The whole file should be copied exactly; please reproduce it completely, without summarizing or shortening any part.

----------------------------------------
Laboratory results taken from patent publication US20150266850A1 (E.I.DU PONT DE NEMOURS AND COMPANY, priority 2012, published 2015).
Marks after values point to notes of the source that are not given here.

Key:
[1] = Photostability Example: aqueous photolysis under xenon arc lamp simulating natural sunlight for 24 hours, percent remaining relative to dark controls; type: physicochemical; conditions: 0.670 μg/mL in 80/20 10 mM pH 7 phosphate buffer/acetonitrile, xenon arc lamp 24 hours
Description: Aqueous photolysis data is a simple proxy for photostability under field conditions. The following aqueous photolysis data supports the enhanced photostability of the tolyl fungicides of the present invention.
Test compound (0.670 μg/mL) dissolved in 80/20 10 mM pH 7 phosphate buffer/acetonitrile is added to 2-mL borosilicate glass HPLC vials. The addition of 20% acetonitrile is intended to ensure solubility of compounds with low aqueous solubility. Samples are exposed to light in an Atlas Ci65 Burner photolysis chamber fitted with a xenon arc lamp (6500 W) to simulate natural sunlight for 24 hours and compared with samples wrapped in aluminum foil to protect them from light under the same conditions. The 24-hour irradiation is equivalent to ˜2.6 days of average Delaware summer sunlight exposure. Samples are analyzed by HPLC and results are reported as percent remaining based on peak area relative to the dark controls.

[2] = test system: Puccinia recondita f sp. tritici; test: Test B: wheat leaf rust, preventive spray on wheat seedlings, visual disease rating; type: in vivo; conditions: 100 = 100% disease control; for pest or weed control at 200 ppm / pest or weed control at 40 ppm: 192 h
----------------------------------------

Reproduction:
Laboratory results taken from patent publication US20150266850A1 (E.I.DU PONT DE NEMOURS AND COMPANY, priority 2012, published 2015).
Marks after values point to notes of the source that are not given here.

Key:
[1] = Photostability Example: aqueous photolysis under xenon arc lamp simulating natural sunlight for 24 hours, percent remaining relative to dark controls; type: physicochemical; conditions: 0.670 μg/mL in 80/20 10 mM pH 7 phosphate buffer/acetonitrile, xenon arc lamp 24 hours
Description: Aqueous photolysis data is a simple proxy for photostability under field conditions. The following aqueous photolysis data supports the enhanced photostability of the tolyl fungicides of the present invention.
Test compound (0.670 μg/mL) dissolved in 80/20 10 mM pH 7 phosphate buffer/acetonitrile is added to 2-mL borosilicate glass HPLC vials. The addition of 20% acetonitrile is intended to ensure solubility of compounds with low aqueous solubility. Samples are exposed to light in an Atlas Ci65 Burner photolysis chamber fitted with a xenon arc lamp (6500 W) to simulate natural sunlight for 24 hours and compared with samples wrapped in aluminum foil to protect them from light under the same conditions. The 24-hour irradiation is equivalent to ˜2.6 days of average Delaware summer sunlight exposure. Samples are analyzed by HPLC and results are reported as percent remaining based on peak area relative to the dark controls.

[2] = test system: Puccinia recondita f sp. tritici; test: Test B: wheat leaf rust, preventive spray on wheat seedlings, visual disease rating; type: in vivo; conditions: 100 = 100% disease control; for pest or weed control at 200 ppm / pest or weed control at 40 ppm: 192 h